In 2014, Meb Keflezighi won the Boston Marathon, the first American man to do so in 31 years. Millions watched intently, thrilled and awed by his victory. His winning time? in 2:08:37.
In 2011, Ryan Hall ran the same course in 2:04:58, the fastest marathon ever run by an American, anywhere. But Ryan Hall didn’t win; he didn’t even get to stand on the podium, because three men ran even faster that year. So his run, nearly four minutes faster than Meb’s, didn’t bring anything like the acclaim – or rewards – of that performance.
Is beating every other runner who shows up for a particular event on a particular day the best measure of a runner’s performance – or is hitting a particular time the more absolute and lasting achievement?
On one hand, winning seems dubious when the time required to do so can vary so much from year to year…
On the other, there was reportedly a tailwind in 2011, which may have boosted the entire field’s times – though how much that affected them is undetermined; and undeterminable. Swinging the pendulum in the opposite direction, 2015’s winning time was 2:09:17, widely thought to be attributable, at least in part, to headwinds; but again, how much so is impossible to determine. Consider that Robert Kiprono Cherulyot had won – and set a new course record – in 2010, but if his 2:05:52 had occurred one year later, it would only have been good for – fifth!
Clearly, actual time isn’t the absolute objective criterion it seems to be, either.
And is an individual’s performance really due solely to their efforts, or do drafting, switching leads and the emotions of the chase contribute – how much did the pacing of others play into those astounding 2011 times? Speaking of intangibles, seven of the 2014 men’s field had previously run a 2:05:30 or better somewhere. How readily do we conclude that it was only Meb’s personal commitment to making a statement after the tragedy of 2013 which set him at the head of such a phenomenal group – or were their efforts moderated, as some have claimed, by Hall himself, lulling them into a relaxed pace until Keflezghi had opened a gap which was to prove unbridgeable? (Apparently the same factors that can skew finishing time can affect placement as well – and make my brain start to hurt…)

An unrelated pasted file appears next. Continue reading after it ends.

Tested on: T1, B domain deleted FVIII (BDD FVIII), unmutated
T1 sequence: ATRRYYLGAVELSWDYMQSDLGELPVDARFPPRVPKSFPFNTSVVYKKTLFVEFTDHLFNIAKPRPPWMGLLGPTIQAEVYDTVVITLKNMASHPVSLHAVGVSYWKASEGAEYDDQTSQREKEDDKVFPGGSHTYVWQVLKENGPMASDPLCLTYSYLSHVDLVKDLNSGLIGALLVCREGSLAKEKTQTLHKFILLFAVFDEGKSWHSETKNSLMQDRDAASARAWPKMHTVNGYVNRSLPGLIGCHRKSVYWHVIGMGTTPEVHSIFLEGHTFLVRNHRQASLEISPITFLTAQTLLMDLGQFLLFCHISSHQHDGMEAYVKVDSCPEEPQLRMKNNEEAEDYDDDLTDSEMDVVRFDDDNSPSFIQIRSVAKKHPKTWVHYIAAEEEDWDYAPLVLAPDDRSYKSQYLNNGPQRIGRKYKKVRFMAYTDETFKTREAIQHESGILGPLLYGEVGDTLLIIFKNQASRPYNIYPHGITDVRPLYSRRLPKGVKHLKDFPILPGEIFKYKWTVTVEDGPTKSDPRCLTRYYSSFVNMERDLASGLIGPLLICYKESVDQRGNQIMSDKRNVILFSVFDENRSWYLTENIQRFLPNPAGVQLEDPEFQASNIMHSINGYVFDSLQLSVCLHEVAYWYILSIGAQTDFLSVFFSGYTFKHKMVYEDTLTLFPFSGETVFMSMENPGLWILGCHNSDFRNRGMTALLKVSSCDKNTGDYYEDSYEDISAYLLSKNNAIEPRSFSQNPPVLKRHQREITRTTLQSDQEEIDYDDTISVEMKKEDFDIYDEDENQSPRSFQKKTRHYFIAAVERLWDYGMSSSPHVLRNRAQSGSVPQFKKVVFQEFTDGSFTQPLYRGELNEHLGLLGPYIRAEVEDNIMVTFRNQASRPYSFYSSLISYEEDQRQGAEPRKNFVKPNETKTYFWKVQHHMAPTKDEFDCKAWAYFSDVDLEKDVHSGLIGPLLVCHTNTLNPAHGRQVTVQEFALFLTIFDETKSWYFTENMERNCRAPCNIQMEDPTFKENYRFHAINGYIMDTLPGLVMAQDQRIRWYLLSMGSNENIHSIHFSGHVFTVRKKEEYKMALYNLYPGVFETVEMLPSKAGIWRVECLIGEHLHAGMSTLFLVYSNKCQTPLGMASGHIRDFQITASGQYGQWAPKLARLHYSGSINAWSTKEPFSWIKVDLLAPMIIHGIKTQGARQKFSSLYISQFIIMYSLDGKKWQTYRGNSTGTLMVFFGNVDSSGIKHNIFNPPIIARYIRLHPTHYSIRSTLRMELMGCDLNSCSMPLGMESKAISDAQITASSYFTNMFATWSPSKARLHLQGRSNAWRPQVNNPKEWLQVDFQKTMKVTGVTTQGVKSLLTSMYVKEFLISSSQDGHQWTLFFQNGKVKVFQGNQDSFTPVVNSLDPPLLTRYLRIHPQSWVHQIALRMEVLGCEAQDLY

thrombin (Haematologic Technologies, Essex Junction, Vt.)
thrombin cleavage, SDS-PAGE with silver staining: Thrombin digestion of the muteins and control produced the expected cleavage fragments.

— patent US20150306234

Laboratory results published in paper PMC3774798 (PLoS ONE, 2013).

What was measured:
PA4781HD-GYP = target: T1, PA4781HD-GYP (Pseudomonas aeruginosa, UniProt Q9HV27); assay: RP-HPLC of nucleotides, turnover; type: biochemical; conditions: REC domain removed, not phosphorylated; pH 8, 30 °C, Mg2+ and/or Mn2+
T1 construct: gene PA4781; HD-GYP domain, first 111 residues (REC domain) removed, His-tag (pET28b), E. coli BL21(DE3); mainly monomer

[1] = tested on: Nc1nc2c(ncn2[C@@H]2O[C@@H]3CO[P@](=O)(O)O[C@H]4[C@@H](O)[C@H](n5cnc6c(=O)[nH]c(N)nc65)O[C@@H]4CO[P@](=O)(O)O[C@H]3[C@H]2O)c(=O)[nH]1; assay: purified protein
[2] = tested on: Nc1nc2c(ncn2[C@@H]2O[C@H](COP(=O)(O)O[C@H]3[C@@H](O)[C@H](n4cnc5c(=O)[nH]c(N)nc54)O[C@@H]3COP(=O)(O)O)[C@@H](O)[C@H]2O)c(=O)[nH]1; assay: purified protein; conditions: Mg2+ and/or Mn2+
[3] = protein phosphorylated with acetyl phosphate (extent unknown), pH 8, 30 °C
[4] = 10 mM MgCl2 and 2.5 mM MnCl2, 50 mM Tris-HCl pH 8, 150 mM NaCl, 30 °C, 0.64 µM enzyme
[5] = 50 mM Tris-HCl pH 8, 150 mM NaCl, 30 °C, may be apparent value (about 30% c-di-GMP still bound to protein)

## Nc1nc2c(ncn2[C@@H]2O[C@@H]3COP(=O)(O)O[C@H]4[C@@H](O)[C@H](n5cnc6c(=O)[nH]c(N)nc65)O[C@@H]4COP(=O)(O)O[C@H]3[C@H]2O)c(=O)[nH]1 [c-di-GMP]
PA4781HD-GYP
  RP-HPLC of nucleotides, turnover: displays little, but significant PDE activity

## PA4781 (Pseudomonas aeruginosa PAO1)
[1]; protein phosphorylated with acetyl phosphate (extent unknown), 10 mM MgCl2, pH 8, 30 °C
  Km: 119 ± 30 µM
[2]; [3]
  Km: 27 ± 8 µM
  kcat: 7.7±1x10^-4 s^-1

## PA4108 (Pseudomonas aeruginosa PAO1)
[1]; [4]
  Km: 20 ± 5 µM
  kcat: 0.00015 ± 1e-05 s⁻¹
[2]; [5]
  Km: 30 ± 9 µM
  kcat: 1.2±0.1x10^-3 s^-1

When confusion reigns supreme, seek refuge in the simple: and one simply indisputable truth – especially for an MPR – is that both Meb’s and Ryan’s performances are spectacular, inspiring, and borderline incredible. When your own marathon times hover around 4 hrs. (or five, or…), it is almost beyond belief that someone out there can do it in just over two – and those who can do so seem so superhuman, it makes little sense to differentiate between one or the other.
Another thing we can be sure of, is that neither of these runners – among the very best in the world – really knows before a given event what they will achieve. They may run a new PR and win – or run an even greater PR, and not win. Someone else may not run their fastest race – and still win. Or not. All they or any of us can really count on is the satisfaction that comes from knowing you did your best; for that day, for those conditions, for all the factors that play into what seems like the simplest of sports (run from here to there, as fast as you can) but is in reality, fraught with complexities.
Doing your best is the most reliable measure of achievement, whether you’re an MPR or an elite champion: another way in which there’s not as much difference between us as one might first suppose!
(By the way, why is the US running conversation so focused on ‘American’ runners. Lelisa Desisa won the event in 2013 and 2015;, where were the magazine covers, cable TV profiles, and full-page sponsor-ads for him? Or for Geoffrey Mutai, leader of that blistering pack in 2011, with a 2:03:02 that still stands today as the course record? And we cannot go without mentioning Dennis Kimetto, whose 2:02:57 in Berlin 2014 is the fastest marathon to date; anywhere, in any field.
And why is this post only about the men?
More to come.)